U2 = U * R2 / (R1 + R2) = 12 * 600/12000 = 7200/12000 = 0.6 Volts.

The corresponding upper shoulder will extinguish

U2 = U * R2 / (R1 + R2) = 12 * 11400/12000 = 136800/12000 = 11.4 Volts.

But this is not the whole calculation. For a complete calculation of the divider, it is necessary to determine the power of the resistors so that they do not burn out. At a current of 1 mA, power will be allocated to R1:

P1 = 11.4 * 0.001 = 0.0114 watts

And on R2:

P2 = 0.6 * 0.001 = 0.000006 watts

Here it is negligible, but imagine what kind of power would need resistors if the divider current was 100 mA or 1 A?

For the first case:

P1 = 11.4 * 0.1 = 1.14 watts

P2 = 0.6 * 0.1 = 0.06 watts

For the second case:

P1 = 11.4 * 1 = 11.4 watts

P2 = 0.6 * 1 = 0.6 watts

That is already considerable figures for electronics, including for use in amplifiers. This is not effective, therefore, pulsed circuits are currently used, although linear circuits continue to be used either in amateur constructions or in specific equipment with special requirements.

The second example is a divider for forming the U-reference for the adjustable zener diode TL431. They are used in most inexpensive power supplies and chargers for mobile phones. The connection diagram and calculation formulas you see below. With the help of two resistors, a point with a U-reference of 2.5 volts is created here.

Another example is the connection of all kinds of sensors to microcontrollers. Consider several schemes for connecting sensors to the analog input of the popular AVR microcontroller, using the Arduino family of boards as an example.

Measuring instruments have different measurement limits. Such a function is also realized using a group of resistors.

But this does not end the scope of voltage dividers. It is in this way that extra volts are extinguished while limiting the current through the LED, the voltage of the bulbs in the garland is also distributed, and you can also power a low-power load.

## Nonlinear dividers

We mentioned that non-linear dividers include a parametric stabilizer. In its simplest form, it consists of a resistor and a zener diode. A zener diode in the circuit is similar to a conventional semiconductor diode. The only difference is the presence of an additional feature on the cathode.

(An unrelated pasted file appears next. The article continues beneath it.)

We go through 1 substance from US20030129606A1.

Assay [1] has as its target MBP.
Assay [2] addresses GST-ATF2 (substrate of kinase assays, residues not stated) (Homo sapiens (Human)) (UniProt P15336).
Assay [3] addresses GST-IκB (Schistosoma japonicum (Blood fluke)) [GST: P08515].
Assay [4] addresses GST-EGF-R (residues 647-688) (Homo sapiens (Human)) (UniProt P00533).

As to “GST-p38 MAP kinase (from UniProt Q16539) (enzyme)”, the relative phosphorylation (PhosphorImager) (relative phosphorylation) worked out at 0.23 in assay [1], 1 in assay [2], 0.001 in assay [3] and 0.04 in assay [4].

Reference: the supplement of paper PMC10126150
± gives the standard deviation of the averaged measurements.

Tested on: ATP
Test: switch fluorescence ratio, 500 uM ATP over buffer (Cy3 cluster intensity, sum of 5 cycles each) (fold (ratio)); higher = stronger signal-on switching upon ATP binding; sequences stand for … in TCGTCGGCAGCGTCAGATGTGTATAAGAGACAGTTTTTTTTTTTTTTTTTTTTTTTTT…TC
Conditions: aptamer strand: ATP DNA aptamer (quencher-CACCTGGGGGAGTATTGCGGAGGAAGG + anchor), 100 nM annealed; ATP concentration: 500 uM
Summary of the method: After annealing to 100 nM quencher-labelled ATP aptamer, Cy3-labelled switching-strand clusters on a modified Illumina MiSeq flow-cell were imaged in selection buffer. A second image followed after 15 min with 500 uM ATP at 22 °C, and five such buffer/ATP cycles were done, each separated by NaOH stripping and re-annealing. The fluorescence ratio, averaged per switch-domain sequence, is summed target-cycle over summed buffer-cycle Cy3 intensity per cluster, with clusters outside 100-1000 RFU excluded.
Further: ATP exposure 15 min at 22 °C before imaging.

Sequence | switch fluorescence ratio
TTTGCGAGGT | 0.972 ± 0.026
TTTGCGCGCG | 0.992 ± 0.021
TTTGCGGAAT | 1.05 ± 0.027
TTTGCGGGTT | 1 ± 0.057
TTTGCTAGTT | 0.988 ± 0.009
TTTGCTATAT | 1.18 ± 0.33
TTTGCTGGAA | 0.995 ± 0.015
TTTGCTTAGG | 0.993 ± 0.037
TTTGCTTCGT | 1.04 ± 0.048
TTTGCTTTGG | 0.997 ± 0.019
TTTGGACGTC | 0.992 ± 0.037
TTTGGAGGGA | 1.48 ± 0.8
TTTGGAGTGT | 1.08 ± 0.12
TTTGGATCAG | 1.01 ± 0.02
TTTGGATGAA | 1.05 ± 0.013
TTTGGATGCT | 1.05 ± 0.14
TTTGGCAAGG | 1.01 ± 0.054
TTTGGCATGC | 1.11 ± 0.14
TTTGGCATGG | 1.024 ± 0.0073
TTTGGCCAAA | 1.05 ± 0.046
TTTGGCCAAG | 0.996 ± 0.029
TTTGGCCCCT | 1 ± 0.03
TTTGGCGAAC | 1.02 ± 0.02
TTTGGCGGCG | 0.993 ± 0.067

The calculation is based on the stabilization of the Zener diode. Then if we have a zener diode of 3.3 volts, and the power supply is 10 volts, then the stabilization current is taken from the datasheet to the zener diode. For example, let it be equal to 20 mA (0.02 A), and the load current 10 mA (0.01 A).

Then:

R = 12-3.3 / 0.02 + 0.01 = 8.7 / 0.03 = 290 Ohms

Let's see how such a stabilizer works. The zener diode is included in the circuit in the reverse connection, that is, if Uoutput is lower than Ustabilization, the current does not flow through it. When U supply rises to U stabilization, an avalanche or tunnel breakdown of the PN junction occurs and a current, called the stabilization current, flows through it. It is limited by the resistor R1, on which the difference between the U input and U stabilization is suppressed. If the maximum stabilization current is exceeded, thermal breakdown occurs and the zener diode burns out.

By the way, sometimes you can implement a stabilizer on diodes. The stabilization voltage then will be equal to the direct drop of the diodes or the sum of the drops in the diode circuit. You set the current suitable for the nominal value of the diodes and for the needs of your circuit. Nevertheless, such a solution is used extremely rarely. But such a device on diodes is better called a limiter, not a stabilizer. And a variant of the same circuit for AC circuits. So you limit the amplitude of the variable signal at the level of direct drop - 0.7V.

So we figured out what this voltage divider is and why it is needed. Examples where any of the variants of the considered circuits are used can be given even more, even the potentiometer is essentially a divider with infinitely adjustable transmission coefficient, and is often used in conjunction with a constant resistor. In any case, the principle of action, selection and calculation of elements remains unchanged.

In the end, we recommend watching a video on which we examine in more detail how this element works and what it consists of: